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Nintendo 3DS online services have recently shut down. Here’s what you should know:

  • Current 3DS modding methods are not affected.
  • The Internet access of homebrew applications (i.e. Universal-Updater) is not affected.
  • Official online servers are going down for everyone, but alternate online servers (i.e. Pretendo Network) are currently a work-in-progress.
  • Online shutdown does not affect access to the browser or to the Internet. The only thing that has shut down is Nintendo Network online services, such as game servers.

If this is your first time modding a 3DS (or you’re unfamiliar with technology), keep reading! Otherwise, if you have prior experience and know what you’re doing, continue to Get Started.

This page covers some of the base computer terminology and 3DS-specific information that you should know before following this guide.

Each section is collapsed by default. Click or tap on the name of the section to open it.

Things you should know about the 3DS

3DS/2DS compatibility

This guide works with every retail console in the Nintendo 3DS family of consoles (including the 3DS, 3DS XL/LL, 2DS, New 3DS, New 3DS XL/LL, and New 2DS XL/LL), regardless of region or firmware.

Computer compatibility

In most cases, you can follow this guide as long as you are able to download files from the Internet and copy them to your SD card. Depending on your computer/phone/electronic device, you may need to purchase a USB to SD card adapter to allow your computer to read your SD card.

SD card location, type, and capacity

The location of the SD card slot and the type of SD card that is accepted depends on the model of your 3DS. More information can be found on Nintendo’s official support page.

The 3DS can read SD cards of any capacity (even those larger than 32GB), but the card must be formatted as FAT32 (not exFAT or NTFS). You can use one of the following tools to format your SD card, depending on your operating system: Windows, macOS, Linux. SD cards larger than 128GB are not recommended due to known issues with custom themes and GBA/DS graphics.

To follow this guide, you’ll need an SD card with a capacity of at least 2GB.

If you want, you can check your SD card for errors before following this guide using H2testw (Windows), F3 (Linux), or F3XSwift (Mac)

Potential risks (Disclaimer)

By modding your console, you subject it to the remote (but non-zero) possibility of the console being bricked (rendered non-functional). Incorrect file placement will NOT brick your console, but purposely skipping instructions might.

In short: Modding your console is safe, but it’s your responsibility if something goes wrong.

Things you need to do on your computer

Following this guide alone should not result in data loss, but SD card corruption is always a possibility. You should make a backup of your SD card contents (especially the Nintendo 3DS folder) if you have important data.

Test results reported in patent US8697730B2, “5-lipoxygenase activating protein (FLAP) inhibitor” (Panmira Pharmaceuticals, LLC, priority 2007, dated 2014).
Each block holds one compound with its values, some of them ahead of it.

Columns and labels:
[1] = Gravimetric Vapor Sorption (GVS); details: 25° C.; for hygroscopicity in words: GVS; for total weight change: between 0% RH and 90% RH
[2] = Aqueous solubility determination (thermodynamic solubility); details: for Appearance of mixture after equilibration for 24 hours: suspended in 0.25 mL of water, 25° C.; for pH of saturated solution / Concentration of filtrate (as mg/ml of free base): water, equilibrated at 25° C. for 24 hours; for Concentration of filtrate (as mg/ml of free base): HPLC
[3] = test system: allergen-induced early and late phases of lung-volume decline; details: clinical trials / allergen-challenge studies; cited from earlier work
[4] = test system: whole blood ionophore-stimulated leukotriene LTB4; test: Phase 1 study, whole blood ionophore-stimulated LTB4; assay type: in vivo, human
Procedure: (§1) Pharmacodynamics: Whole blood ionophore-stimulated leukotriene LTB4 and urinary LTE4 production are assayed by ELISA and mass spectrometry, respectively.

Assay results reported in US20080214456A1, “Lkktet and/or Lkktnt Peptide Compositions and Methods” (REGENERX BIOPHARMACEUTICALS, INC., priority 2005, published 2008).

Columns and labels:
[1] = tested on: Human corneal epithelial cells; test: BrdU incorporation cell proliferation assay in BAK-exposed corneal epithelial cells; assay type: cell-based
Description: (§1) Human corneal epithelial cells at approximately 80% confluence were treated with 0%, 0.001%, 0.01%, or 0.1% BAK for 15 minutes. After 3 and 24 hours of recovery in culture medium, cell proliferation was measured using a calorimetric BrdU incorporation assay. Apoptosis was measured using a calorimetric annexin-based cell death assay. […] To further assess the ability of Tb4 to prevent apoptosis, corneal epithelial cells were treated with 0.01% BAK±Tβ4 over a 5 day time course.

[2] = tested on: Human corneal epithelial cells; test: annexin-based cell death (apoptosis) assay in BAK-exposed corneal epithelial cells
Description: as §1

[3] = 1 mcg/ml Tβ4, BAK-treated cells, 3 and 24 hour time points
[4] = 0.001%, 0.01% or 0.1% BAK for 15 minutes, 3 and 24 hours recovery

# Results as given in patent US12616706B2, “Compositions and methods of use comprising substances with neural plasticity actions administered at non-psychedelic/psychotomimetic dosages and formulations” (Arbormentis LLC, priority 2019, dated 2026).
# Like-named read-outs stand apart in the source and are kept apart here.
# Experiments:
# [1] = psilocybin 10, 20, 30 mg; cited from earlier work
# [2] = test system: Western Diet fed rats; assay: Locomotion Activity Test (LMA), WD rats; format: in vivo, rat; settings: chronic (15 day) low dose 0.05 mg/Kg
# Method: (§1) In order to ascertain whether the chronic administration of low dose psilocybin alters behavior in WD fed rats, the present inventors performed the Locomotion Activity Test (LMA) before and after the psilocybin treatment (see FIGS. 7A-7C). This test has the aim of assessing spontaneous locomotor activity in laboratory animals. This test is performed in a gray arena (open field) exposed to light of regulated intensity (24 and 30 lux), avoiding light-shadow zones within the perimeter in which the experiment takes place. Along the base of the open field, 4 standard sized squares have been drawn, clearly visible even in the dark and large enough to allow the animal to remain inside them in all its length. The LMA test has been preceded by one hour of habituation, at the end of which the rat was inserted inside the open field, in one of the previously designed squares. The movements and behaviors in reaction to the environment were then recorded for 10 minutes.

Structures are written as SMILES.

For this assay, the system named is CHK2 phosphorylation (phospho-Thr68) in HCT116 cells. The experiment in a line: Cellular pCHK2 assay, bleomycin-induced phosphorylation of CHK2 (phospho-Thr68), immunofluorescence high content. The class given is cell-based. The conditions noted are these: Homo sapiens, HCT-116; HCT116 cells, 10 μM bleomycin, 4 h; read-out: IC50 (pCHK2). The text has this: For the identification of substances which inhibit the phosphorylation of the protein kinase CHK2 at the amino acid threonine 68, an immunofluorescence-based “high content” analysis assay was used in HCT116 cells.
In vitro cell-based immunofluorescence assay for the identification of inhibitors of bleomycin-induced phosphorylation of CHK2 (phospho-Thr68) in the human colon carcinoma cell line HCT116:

File placement terminology (e.g. "root of SD", "/luma/")

When copying files to the SD card, it is important to copy them to the right location - otherwise, the console will not detect the file and the exploit or software you are trying to use will not work. A term you will see frequently on this guide is root of the SD card, which means you are not inside any folder on your SD card. The directory that appears when you first open your SD card on your computer is called the ‘root’.

You may also see folder names indicated like this: /folder/. The slashes are used to indicate directories and are not part of the name of the folder. For example, /folder1/folder2/ would refer to folder2 inside of folder1:

Angle brackets (< and >) are also occasionally used to refer to system-specific identifiers. For example, if the guide says <ID0>, it is referring to the system-specific identifier inside of the Nintendo 3DS folder, rather than a folder literally named “ID0”:

Downloading files from GitHub

In this guide, you will copy files that are downloaded on your computer/phone to your console’s SD card. Many of these files come from GitHub, which is a website used by developers to publish their open-source releases. When downloading files from GitHub, you should download the file that isn’t source code.

Opening/extracting files

Some of the files that you will be asked to download come in the .zip file format, which is used to package multiple files into one file.

When you are told to “copy (file) from (file).zip”, that means that you need to open (or “extract”) the ZIP file. Inside the ZIP file will be the file you’re looking for, after which you can copy it to the specified location on your SD card.

On most operating systems, you can extract files by double-clicking the file. If this doesn’t work, you can install a reputable third-party extraction tool like 7-zip instead.

(Windows only) File extensions

If your computer is running Windows, file extensions may be hidden by default, which may make it harder to find the files you’re looking for. To enable file extensions, follow these instructions.

Getting help

If you experience an issue while following this guide, there are many ways that you can get help!

  • If you have any questions that haven’t been answered on this page, their answers might be in the Pre-Installation FAQ.
  • If you experience an issue while following this guide, you can check the Troubleshooting page for a solution.
  • If the resources we’ve provided here aren’t helping, you can get one-on-one support over at Nintendo Homebrew on Discord.

Continue to Get Started